Abu Dhabi, United Arab Emirates. Emirian.

Abyssinia. Abyssinian.

Acadia. Acadian. Acadia was the earlier name for Nova Scotia. Today the term Acadian applies to all French Canadians in the Maritime Provinces of Canada. There is a Center for Acadian Studies in New Brunswick and Saint John, New Brunswick, is the site of the annual Acadian Games. A quote from the Boston Globe of July 8, 1996: "They are the other French-Canadians, the Acadians of the Maritime Provinces: devoted to Canada and hostile to Quebec's separatist movement, but passionately committed to keeping francophone culture alive in North America." Acadian is also synonymous with Cajun (q.v.), which denotes a Louisianian of Acadian ancestry and is an alteration of Acadian.

Accident, Maryland. Accidental. This small town is the only place named Accident in the United States, according to the Washington Post (May 5, 1985).

Accra, Ghana. Although one would expect the term for a resident of this capital city to be Accran, it is listed as Gas in the demonymic Liverpudlian published by the Marquis Biographical Library Society.

Ada, Oklahoma. Adan.

Adrian, Michigan. Adrianite.

Afghanistan (Islamic Republic of Afghanistan); formerly Democratic Republic of Afghanistan. Afghan. The term Afghanistaner has appeared in print, but it is a rarity without wide support. A demonstrator at a rally in 1987 for Oliver North (then under fire for his role in the Iran-Contra scandal) was quoted in the November 6, 1987, National Review as asking some anti-North protesters, "When was the last time you went to the Soviet embassy to protest the slaughter of Afghanistaners?" The adjective is either Afghani ("U.S. Soldier, Three Afghanis Are Killed" headline in Tulsa World, October 11, 2005) or Afghan.

A curious derivative of Afghanistan is a word that has a long history in the newspaper business: Afghanistanism. Since before World War II it has denoted an excessive interest in foreign affairs, or as Turner Catledge, former executive editor of the New York Times, explained in 1980, "the coverage of far-off places at the expense of local news." Murry Marder of the Washington Post was quoted in the same article (San Francisco Examiner, January 27, 1980; Tamony Collection) with this definition: "writing about a place or subject so offbeat, that nobody knows if you're right or wrong." The term seems to have lost its relevance after Soviet troops moved into Afghanistan in late 1979.

Africa. African. At one point Afric was a common adjective, but it has been displaced by African. Interesting derivatives include Africana for African lore and culture ("He was stuffed, crammed, chock full of Africana," wrote Robert Ruark in The Honey Badger), and Africanist for one who studies African languages and cultures or who forges a strong bond with the continent. (David Robinson, son of baseball great Jackie Robinson, was quoted in the August 6, 1987, Houston Chronicle as saying, "My father was not a great Africanist.")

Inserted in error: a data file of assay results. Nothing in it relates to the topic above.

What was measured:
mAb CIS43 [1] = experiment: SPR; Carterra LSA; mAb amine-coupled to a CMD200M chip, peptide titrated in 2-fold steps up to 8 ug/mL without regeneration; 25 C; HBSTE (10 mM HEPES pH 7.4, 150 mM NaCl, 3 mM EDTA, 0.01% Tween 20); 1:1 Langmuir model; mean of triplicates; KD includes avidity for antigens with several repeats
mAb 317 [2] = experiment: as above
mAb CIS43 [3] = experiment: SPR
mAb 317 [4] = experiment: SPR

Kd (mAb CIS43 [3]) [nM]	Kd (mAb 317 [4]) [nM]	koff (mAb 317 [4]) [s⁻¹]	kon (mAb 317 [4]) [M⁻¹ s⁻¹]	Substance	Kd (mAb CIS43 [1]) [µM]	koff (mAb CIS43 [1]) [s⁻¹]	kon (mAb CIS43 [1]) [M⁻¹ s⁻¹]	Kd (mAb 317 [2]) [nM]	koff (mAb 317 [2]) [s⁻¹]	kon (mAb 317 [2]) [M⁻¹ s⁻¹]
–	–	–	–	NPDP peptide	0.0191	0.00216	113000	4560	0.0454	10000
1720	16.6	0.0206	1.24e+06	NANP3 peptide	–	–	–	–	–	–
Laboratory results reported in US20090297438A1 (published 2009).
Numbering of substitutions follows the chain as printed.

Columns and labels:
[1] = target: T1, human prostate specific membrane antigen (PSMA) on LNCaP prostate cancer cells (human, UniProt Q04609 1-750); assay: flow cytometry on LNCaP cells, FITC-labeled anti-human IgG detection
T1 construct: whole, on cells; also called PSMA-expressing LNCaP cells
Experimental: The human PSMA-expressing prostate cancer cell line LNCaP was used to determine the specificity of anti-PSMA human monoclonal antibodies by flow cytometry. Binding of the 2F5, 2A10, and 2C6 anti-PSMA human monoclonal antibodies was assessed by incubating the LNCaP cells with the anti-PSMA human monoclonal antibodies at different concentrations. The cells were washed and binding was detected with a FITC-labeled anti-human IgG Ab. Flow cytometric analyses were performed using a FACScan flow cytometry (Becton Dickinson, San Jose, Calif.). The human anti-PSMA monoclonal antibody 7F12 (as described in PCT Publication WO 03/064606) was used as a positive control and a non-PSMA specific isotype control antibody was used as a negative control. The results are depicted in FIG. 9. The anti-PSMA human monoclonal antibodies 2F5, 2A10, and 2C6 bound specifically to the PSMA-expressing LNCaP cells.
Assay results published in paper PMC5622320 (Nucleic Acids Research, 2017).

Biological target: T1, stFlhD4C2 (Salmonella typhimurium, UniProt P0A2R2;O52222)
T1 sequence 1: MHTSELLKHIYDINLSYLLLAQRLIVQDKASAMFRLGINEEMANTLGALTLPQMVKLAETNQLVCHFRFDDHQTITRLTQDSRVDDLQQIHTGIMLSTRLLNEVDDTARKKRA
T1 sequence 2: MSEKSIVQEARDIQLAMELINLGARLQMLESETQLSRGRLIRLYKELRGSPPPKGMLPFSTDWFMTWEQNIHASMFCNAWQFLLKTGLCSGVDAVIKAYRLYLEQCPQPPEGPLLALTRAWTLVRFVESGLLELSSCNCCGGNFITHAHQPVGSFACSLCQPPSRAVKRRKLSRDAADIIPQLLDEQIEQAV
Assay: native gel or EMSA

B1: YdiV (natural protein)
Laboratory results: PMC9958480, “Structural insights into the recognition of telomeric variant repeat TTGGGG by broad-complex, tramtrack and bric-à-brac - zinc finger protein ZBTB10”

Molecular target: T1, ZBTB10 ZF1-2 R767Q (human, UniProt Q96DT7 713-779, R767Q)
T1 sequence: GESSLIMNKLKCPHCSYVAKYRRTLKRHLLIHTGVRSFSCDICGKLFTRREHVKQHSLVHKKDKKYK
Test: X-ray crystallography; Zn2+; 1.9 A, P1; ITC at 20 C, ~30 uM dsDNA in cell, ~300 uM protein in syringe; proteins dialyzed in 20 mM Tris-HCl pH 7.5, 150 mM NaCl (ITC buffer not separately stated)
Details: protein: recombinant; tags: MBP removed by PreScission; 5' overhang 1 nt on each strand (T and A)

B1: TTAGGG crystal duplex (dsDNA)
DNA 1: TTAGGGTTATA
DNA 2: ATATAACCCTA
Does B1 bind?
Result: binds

In late 1988 the Reverend Jesse Jackson announced that African American was what a large number of black Americans preferred to be called (62 percent of the respondents to a call-in survey conducted by the Chicago Sun-Times said they preferred that name to black). It was argued that the term suggested roots in the manner of parallel terms like Chinese American and Italian American.

Aggie. Student or graduate of Texas A&M University in College Station. Female students and alumnae are sometimes called Maggies. Though Aggies is what A&M students call themselves, the term is used derogatorily in the context of a never-ending series of "Aggie jokes" that depict the A&M student as hopelessly inept--for example, "Did you hear about the Aggie who lost his job as an elevator operator? He couldn't learn the route." Texas writer C. F. Eckhardt adds that there is also a geographical aspect to this term: "Anyone from a fifty mile radius of Bryan and College Station is automatically an Aggie, from Texas Agricultural and Mechanical College (now Texas A&M University), which started as a cow college at a whistlestop train station called College Station, down in the blackland of the Brazos [River] bottom."

Continues...


Excerpted from Labels for Locals by Paul Dickson Copyright © 2006 by Paul Dickson. Excerpted by permission.
All rights reserved. No part of this excerpt may be reproduced or reprinted without permission in writing from the publisher.
Excerpts are provided by Dial-A-Book Inc. solely for the personal use of visitors to this web site.